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Research Article  |   April 1994
Volition as Narrative: Understanding Motivation in Chronic Illness
Author Affiliations
  • Christine Helfrich, MS, OTR/L, is Research Specialist in Behavioral Sciences, Department of Occupational Therapy, and a doctoral student, School of Public Health, University of Illinois at Chicago, Chicago, Illinois 60612
  • Gary Kielhofner, DrPH, OTR, FAOTA, is Professor and Head, Department of Occupational Therapy, College of Associated Health Professions and Professor, School of Public Health, University of Illinois at Chicago, Chicago, Illinois
  • Cheryl Mattingly, PhD, is Assistant Professor, Department of Occupational Therapy, College of Associated Health Professions, University of Illinois at Chicago, Chicago, Illinois
Article Information
Mental Health / Research
Research Article   |   April 1994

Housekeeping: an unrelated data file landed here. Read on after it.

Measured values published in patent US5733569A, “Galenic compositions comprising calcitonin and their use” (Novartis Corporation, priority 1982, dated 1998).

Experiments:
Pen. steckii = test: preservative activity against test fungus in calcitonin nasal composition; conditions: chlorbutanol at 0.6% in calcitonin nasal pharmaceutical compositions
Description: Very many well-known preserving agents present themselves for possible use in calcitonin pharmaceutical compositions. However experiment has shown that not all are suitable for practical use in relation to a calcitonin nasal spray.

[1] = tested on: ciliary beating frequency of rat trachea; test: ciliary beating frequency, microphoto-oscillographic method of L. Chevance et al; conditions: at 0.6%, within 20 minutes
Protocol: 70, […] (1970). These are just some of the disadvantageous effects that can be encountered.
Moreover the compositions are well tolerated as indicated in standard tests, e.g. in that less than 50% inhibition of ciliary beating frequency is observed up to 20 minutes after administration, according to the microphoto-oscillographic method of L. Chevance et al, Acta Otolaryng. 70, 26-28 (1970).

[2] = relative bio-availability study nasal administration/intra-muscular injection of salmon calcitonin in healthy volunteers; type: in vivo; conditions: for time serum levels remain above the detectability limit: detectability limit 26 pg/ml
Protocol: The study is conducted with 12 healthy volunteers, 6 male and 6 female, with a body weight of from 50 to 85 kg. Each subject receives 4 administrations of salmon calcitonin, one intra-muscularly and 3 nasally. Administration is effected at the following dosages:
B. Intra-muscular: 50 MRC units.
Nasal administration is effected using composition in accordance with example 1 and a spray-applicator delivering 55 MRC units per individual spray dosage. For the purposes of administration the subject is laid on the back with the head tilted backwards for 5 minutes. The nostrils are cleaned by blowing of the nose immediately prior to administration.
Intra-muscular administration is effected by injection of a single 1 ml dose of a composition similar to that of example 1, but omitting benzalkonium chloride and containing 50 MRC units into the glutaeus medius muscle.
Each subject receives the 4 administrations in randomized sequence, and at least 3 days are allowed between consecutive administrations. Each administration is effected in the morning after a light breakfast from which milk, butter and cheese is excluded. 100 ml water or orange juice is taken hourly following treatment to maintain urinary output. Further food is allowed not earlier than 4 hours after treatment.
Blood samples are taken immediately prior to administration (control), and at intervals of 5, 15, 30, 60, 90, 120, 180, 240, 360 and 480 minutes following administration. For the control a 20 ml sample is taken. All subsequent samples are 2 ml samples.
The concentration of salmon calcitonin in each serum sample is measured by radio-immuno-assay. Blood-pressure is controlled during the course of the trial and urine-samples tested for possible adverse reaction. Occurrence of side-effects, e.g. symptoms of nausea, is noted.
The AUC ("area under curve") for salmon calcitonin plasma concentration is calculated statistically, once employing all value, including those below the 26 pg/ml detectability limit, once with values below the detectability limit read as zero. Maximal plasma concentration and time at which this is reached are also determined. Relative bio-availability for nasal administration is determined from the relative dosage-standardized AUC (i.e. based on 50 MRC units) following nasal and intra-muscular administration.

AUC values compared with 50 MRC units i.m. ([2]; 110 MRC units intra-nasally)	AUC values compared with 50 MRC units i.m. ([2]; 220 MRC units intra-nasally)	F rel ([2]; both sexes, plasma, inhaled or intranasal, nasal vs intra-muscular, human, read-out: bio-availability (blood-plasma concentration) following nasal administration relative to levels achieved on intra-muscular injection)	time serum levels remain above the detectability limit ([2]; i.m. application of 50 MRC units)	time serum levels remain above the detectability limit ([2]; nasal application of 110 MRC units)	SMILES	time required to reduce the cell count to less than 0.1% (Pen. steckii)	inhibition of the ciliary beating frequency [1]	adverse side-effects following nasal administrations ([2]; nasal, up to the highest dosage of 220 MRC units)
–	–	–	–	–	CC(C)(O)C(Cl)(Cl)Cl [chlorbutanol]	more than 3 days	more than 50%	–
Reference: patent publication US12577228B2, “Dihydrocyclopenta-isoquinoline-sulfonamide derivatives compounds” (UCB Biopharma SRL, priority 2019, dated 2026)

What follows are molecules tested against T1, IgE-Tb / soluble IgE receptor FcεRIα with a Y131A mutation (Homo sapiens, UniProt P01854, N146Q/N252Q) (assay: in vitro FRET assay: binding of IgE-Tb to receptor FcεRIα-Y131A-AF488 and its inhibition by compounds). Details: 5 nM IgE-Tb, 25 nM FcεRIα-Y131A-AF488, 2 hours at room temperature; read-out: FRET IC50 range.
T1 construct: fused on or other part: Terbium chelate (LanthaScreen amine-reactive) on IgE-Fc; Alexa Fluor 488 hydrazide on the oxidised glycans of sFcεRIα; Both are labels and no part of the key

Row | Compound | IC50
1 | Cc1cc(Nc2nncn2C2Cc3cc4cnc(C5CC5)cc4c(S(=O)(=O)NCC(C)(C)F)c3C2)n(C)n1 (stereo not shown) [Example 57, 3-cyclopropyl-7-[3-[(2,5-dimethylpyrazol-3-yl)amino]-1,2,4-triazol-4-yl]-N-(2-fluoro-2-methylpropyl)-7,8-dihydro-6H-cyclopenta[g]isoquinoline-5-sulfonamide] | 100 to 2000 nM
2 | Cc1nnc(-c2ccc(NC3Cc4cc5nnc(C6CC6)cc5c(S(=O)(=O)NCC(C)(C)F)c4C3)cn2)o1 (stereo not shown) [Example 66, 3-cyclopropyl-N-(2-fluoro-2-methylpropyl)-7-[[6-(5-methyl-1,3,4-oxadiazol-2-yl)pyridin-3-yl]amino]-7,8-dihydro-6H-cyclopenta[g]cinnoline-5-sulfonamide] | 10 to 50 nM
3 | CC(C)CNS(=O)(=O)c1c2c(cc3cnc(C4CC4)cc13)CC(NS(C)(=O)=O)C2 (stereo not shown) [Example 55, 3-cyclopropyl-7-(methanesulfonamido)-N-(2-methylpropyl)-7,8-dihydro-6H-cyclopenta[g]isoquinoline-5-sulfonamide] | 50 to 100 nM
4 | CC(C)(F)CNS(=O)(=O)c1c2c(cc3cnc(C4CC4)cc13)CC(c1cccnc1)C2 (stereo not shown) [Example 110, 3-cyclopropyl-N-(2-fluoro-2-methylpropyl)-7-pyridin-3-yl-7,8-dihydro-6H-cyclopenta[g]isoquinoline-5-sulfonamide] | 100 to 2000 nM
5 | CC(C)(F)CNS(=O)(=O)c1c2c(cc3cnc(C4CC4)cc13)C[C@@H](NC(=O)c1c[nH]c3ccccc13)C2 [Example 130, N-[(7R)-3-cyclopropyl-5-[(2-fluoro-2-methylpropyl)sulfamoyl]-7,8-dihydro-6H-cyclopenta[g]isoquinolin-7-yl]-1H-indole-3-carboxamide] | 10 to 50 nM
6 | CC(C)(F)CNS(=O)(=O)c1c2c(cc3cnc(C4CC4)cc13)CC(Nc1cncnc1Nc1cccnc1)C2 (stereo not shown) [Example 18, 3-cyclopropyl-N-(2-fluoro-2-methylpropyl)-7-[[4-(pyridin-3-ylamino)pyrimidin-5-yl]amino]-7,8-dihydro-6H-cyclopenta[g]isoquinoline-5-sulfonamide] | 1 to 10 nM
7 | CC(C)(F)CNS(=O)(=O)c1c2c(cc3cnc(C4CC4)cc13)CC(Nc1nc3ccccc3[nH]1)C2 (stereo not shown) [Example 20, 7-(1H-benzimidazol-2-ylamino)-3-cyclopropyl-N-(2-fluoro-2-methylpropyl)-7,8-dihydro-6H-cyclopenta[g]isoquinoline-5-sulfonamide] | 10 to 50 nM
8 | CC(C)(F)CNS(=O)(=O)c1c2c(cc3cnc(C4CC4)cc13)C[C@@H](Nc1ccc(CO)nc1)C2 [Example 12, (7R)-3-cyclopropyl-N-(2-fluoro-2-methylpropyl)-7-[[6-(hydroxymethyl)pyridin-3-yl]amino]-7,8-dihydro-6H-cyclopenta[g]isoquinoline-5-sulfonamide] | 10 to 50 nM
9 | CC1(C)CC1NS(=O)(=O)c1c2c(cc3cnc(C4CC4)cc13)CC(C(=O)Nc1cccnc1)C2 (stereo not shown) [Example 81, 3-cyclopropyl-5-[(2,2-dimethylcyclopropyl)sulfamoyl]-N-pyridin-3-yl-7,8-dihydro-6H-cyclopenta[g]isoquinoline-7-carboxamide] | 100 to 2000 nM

Volition as Narrative: Understanding Motivation in Chronic Illness
American Journal of Occupational Therapy, April 1994, Vol. 48, 311-317. doi:10.5014/ajot.48.4.311
American Journal of Occupational Therapy, April 1994, Vol. 48, 311-317. doi:10.5014/ajot.48.4.311
Abstract

This paper expands the current concept of volition in the Model of Human Occupation. The present version views personal causation, values, and interests as traits that determine choices to engage in occupations. Through a detailed investigation of the life histories of two persons with psychiatric disorders, this paper illustrates how volition is embedded in a personal narrative. Two features of narratively organized volition are highlighted: (a) how narrative places decisions and actions within a plot, thus giving them meaning in the context of a whole life, and (b) how the personal narrative motivates the person by serving as a context for choosing and action. Thus, the paper illustrates how persons seek to narrate their lives and live their life narratives.